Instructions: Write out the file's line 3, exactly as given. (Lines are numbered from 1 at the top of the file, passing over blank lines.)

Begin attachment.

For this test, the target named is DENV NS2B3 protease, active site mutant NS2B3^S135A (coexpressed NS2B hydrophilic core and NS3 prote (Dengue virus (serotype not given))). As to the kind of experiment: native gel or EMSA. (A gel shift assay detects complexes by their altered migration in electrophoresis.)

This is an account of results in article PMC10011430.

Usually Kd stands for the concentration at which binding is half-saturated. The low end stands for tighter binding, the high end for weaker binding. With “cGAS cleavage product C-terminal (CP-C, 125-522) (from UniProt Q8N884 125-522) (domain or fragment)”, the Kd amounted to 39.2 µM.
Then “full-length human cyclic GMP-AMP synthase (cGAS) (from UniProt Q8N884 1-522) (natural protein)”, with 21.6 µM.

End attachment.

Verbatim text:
Usually Kd stands for the concentration at which binding is half-saturated. The low end stands for tighter binding, the high end for weaker binding. With “cGAS cleavage product C-terminal (CP-C, 125-522) (from UniProt Q8N884 125-522) (domain or fragment)”, the Kd amounted to 39.2 µM.